The Plunge in Plant-Based Stocks is All About Expectations

brown bread on black table, plant-based stocks, plant-based meat

A one-year stock chart seems to tell a story that investors in the food industry have heard before:

The story is simple: another new, ‘hot’ category is just another fad. Before the pandemic, organic food was the new trend. And while Whole Foods sold to Amazon, and Annie’s to General Mills, neither acquisition was a winner. Those companies that didn’t sell out paid the price: Hain Celestial, one of the category’s bigger players, has seen its stock fall by two-thirds from a 2015 peak.

Gluten-free was another supposed challenge to legacy manufacturers.

Shares of Boulder Brands, maker of gluten-free brands Udi’s and Glutino, at one point in 2014 had risen more than 400% in just four years. Growth then stalled, and the stock plunged before Pinnacle Foods stepped in with a discounted buyout offer the following year.

The stunning sell-off in plant-based stocks, including Oatly, Tattooed Chef, and Beyond Meat, would seem to suggest that history is repeating. After all, even in a heavily inflationary environment, purveyors of traditional meat products like Pilgrim’s Pride and Tyson Foods are doing quite well. (Given that the S&P 500 has declined 8% over the past year, any positive returns count as “doing well”.)

Meanwhile, plant-based stocks have crashed.


But the plant-based stocks story is a bit different — because the expectations were so different. At its peak, Boulder Brands was valued at roughly $2 billion. Not long after Oatly’s initial public offering in May of last year, the company had a market capitalization over $17 billion. That figure was more than 20x expected 2021 sales.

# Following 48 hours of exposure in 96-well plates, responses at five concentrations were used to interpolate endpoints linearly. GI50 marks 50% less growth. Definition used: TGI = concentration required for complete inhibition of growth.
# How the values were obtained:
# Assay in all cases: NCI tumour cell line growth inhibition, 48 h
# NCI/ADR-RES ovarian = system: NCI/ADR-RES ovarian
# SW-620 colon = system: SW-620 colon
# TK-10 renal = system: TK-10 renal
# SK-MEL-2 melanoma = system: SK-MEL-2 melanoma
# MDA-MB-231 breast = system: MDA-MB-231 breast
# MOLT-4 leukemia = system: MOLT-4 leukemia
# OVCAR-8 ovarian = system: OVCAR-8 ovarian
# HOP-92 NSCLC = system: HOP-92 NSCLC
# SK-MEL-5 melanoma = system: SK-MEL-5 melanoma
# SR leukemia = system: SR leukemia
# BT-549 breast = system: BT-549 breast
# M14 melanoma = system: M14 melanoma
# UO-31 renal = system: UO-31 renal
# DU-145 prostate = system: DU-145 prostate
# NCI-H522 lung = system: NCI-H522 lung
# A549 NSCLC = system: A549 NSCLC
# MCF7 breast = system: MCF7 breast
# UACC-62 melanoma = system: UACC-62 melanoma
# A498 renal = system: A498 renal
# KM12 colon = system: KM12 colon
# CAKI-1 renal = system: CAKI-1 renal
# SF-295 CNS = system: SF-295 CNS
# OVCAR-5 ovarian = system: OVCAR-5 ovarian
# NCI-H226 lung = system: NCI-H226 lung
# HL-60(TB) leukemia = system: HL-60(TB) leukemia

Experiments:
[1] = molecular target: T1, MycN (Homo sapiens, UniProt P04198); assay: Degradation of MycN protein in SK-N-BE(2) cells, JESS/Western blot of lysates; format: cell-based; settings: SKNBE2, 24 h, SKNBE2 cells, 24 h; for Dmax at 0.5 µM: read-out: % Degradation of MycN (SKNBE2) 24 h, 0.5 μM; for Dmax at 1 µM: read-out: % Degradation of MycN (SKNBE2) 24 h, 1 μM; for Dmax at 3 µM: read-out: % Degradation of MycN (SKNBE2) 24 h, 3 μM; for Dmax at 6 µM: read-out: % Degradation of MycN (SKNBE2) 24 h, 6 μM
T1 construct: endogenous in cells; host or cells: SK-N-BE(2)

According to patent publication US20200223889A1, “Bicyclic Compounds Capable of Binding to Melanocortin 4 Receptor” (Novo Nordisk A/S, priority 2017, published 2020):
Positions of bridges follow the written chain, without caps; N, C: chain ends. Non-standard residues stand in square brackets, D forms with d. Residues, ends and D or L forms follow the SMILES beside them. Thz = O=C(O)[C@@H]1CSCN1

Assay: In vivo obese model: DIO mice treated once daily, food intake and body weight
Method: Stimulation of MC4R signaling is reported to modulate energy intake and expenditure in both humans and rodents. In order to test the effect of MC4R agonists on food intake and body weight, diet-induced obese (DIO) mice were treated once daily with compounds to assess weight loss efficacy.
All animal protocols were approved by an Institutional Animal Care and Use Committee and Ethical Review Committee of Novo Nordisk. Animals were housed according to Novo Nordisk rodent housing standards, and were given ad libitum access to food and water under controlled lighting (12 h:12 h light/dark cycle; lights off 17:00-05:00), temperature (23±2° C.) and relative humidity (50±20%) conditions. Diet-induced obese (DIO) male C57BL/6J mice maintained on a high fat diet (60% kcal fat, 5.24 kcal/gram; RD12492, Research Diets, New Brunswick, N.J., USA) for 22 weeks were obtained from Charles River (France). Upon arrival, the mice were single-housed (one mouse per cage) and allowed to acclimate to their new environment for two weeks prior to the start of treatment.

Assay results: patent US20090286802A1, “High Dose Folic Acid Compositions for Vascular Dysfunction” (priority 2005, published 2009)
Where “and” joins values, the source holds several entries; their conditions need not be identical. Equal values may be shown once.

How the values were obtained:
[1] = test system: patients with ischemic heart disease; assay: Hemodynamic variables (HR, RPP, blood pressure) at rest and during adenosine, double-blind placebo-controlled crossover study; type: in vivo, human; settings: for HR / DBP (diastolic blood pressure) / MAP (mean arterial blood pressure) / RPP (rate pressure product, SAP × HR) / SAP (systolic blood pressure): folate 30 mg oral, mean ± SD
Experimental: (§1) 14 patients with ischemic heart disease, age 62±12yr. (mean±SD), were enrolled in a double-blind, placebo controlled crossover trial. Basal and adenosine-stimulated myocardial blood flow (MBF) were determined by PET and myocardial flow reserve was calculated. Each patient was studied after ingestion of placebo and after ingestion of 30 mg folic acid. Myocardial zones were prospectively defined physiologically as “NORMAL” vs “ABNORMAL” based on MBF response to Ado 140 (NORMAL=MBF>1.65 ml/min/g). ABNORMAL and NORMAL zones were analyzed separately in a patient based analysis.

A year ago, Beyond Meat was valued at around $6 billion, and even that was a haircut from a peak market cap over $10 billion. Tattooed Chef, a niche frozen food business, at last year’s top had a market value above $2 billion.

It’s worth putting those valuations in the context of traditional players in the industry. Oatly was worth nearly as much as Campbell’s Soup. Beyond Meat’s peak market value exceeded that of poultry industry giants Pilgrim’s Pride and Sanderson Farms combined. Tattooed Chef’s market cap exceeded that of B&G Foods, a 200-year-old diversified manufacturer with roughly $2 billion in revenue.

Those comparisons, too, tell a story: that 2021 investors believed that plant-based manufacturers could not just compete with, but displace, traditional manufacturers. That is the only possible explanation for why these three sharply unprofitable companies at one point had a combined valuation of roughly $25 billion.

That figure now is about $5 billion. But private companies — most notably Impossible Foods — add a few billion more to the category’s total value. And so even sharply lower market valuations still imply that the industry as a whole will post significant profit at some point.


In other words, the market isn’t saying — yet — that plant-based is a fad. It’s not saying that Beyond Meat and Oatly have no future.

Rather, what it’s telling us is that the most optimistic predictions from a year ago, predictions that forecast exponential growth for years to come, were wrong.

What it’s telling us is that plant-based foods won’t displace traditional offerings — only complement them.

Vince Martin is an analyst and author whose work has appeared on multiple financial industry websites for more than a decade. He is the lead writer at Overlooked Alpha, which offers market-wide and single-stock analysis every week. He has no positions in any securities mentioned.